As you might be aware, videos uploaded to YouTube are usually of a higher original quality than what the site shows you in the video window. Video and audio are transcoded to a low quality Flash format, resulting in a fairly low quality video and low quality mono audio. I expect YouTube made this trade-off in order to lower the server load at their end (and as such reducing cost), but one might even argue that a lower bit rate results in a better user experience for the user when he or she is using a slow connection (faster loading times, less hickups, altough this is becoming an increasingly smaller problem).
However, it seems that YouTube does in fact store the original uploaded video material and not only the low quality Flash video that is presents to its users by default. This became clear when Apple introduced its iPhone in June of 2007, and with the Apple TV firmware update of that same month. Both devices cannot play Flash, however they both allow viewers to watch YouTube content. For this to work, YouTube offers the video in AVC or H.264 format. And since older videos were also made available to users of these Apple products, one can assume that YouTube saved the original videos in order to do the transcoding.
As a nice side effect, videos played back on these devices looked better than the ones on the YouTube.com web site accessed from a computer, as H.264 is a fairly powerfull, efficient and high quality codec.
There seems to be a way however to also access this high quality video, together with stereo sound (if the original video contained it, of course) on the YouTube.com web site. Simply add &fmt=18 to the end of the URL. You will then see the H.264 version at 360×240 resolution, which is the native resolution of the iPhone’s display.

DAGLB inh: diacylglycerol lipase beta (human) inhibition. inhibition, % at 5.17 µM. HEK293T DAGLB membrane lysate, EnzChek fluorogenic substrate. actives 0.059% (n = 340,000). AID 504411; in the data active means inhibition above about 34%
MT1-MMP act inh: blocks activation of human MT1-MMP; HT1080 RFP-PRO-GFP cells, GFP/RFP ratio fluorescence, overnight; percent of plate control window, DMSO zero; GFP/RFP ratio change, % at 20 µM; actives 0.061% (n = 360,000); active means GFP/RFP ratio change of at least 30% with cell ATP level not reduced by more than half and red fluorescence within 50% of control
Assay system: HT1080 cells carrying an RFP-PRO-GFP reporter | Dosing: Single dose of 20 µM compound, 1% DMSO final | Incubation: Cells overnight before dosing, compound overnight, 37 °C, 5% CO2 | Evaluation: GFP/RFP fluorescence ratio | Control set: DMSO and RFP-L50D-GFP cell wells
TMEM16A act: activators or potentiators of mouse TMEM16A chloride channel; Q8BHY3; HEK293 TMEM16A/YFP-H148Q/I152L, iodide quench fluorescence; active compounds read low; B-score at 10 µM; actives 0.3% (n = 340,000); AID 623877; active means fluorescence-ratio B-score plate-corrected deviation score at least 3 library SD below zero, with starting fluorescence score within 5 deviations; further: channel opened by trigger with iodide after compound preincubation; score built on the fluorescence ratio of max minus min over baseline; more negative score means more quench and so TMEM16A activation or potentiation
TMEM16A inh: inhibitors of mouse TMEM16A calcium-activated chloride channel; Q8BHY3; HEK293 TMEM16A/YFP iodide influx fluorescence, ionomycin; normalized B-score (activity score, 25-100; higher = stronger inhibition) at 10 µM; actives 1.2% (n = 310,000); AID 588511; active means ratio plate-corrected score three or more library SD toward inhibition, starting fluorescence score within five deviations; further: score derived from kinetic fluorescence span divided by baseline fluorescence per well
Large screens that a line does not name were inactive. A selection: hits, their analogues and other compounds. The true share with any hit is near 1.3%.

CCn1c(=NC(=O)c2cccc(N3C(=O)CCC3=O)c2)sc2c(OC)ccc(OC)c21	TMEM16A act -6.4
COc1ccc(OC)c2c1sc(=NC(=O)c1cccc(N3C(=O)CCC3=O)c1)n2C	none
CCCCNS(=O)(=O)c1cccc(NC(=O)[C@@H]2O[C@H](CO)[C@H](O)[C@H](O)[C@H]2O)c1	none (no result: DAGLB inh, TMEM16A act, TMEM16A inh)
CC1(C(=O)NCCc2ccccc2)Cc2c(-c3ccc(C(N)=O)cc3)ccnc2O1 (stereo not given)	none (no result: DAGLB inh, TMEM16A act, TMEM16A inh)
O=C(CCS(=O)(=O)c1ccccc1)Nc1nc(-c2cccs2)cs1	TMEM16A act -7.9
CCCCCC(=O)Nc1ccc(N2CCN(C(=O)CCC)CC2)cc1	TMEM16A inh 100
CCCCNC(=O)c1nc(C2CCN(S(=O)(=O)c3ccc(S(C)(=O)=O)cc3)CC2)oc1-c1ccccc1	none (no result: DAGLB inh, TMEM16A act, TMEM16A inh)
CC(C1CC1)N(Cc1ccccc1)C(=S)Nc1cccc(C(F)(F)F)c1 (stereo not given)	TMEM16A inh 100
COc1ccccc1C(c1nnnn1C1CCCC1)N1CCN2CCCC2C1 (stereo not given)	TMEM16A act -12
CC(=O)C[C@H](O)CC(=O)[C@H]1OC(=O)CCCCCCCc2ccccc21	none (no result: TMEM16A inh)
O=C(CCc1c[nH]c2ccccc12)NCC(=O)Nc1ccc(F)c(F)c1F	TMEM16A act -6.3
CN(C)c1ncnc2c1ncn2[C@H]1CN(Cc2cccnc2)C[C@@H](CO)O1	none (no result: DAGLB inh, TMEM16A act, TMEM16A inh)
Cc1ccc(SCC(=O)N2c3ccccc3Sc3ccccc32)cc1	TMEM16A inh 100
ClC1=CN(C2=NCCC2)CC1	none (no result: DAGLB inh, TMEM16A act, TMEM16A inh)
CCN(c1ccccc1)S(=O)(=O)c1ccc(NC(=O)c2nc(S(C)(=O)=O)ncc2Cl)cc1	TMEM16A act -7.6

The improvement in picture and audio quality becomes instantly clear when you compare, for example, these two URLs pointing to the same Nightwish video:
I have noted some things when using this “hidden” option:
- There seems to be a “video quality” preference in the “My Account” settings on YouTube. However, setting this to “always use high bandwith quality” did not result in the same image improvement.
- The H.264 video looks better when switched to full screen (although still fairly pixelated of course, due to its relatively low resolution), but aspect ratio will be lost with some wide screen videos, where they are kept correct using the default quality. This can be seen for instance in the above examples. Try switching the H.264 version to full screen on a wide screen display, and notice that the image will be stretched.
- I tried to embed both examples in this blog post, however the &fmt=18 setting seems to get lost, resulting in the default video. I am not sure whether this is a limitation of WordPress, or a measurement built in by YouTube.